Astrological Musings

Sunday inspiration: Simplicity, patience, compassion

“Simplicity, patience, compassion. These three are your greatest treasures. Simple in actions and thoughts, you return to the source of being. Patient with both friends and enemies, you accord with the way things are. Compassionate toward yourself, you reconcile all beings in the world.”

― Lao Tzu, Tao Te Ching

art from The Mandala Way

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By |2011-09-18T08:29:14-04:00September 18th, 2011|Inspiration|2 Comments

Remembering September 11th, and a look at the Pisces Full Moon, September 12, 2011

Remembering September 11th

"United We Rise" by Elaine Felos Ostranderart by Elaine Felos Ostrander. You will have a hard time ignoring the fact that today is the tenth anniversary of the September 11th attacks if you live in the United States.  There’s not a media outlet (including this one) that is letting today go by without a mention.

I think we can all agree that no matter how we spin the attack and the events that followed in our mind, this event is the single thing that has changed the course of world history in our lifetime.  As I wrote in my earlier article on September 11th:

On the day of the attacks, transiting Pluto was within seventeen minutes of an exact conjunction to the US ascendant in the Sibley chart)  at 12 degrees Sagittarius. Astrologers had worried for months about the opposition of Saturn to Pluto that was in effect at that time, and Pluto, which had been traveling retrograde, turned direct on August 25th within 11 minutes of the US ascendant. When planets change direction in a close aspect to one of our planets, the effect is extremely intense. [This sole fact is enough to have convinced many astrologers, including this one, of the veracity of the Sibley chart.]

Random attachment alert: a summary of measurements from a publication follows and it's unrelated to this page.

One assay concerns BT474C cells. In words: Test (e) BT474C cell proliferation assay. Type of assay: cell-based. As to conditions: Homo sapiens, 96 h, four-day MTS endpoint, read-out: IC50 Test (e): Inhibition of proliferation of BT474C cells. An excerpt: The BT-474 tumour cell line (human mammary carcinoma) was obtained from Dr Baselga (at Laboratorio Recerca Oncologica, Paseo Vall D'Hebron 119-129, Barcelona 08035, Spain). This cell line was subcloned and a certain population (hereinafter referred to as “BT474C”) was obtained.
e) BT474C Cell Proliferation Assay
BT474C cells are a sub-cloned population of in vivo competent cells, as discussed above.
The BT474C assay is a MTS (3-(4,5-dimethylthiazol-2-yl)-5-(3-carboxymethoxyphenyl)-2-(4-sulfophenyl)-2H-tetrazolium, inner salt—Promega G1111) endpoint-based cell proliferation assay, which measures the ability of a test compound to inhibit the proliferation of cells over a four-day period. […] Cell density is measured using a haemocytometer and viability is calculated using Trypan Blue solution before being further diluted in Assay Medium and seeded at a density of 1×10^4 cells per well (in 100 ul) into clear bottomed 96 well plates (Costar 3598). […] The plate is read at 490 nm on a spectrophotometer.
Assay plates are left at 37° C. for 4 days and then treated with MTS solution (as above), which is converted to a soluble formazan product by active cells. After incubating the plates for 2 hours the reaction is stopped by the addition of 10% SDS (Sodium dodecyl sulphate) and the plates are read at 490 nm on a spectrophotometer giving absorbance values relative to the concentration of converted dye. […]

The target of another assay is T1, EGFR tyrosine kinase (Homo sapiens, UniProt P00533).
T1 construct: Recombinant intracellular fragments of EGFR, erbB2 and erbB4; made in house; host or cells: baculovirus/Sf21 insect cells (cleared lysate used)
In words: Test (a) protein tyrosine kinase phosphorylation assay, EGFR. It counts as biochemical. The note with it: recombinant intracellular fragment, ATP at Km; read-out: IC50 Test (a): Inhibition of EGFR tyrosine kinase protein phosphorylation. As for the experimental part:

Saturn and Pluto are both Lords of Death with Saturn having played that role in the early days of astrology before Pluto was discovered. Modern astrologers don’t find Saturn as evil as the more traditional astrologers do, but the stress between the restriction of Saturn and the transformative power of Pluto can be difficult at best. With these two facing off and Pluto sitting right on the ascendant, the face of American […]

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By |2011-09-11T13:55:12-04:00September 11th, 2011|Moon, Politics|8 Comments

Sunday inspiration: A life of deep awareness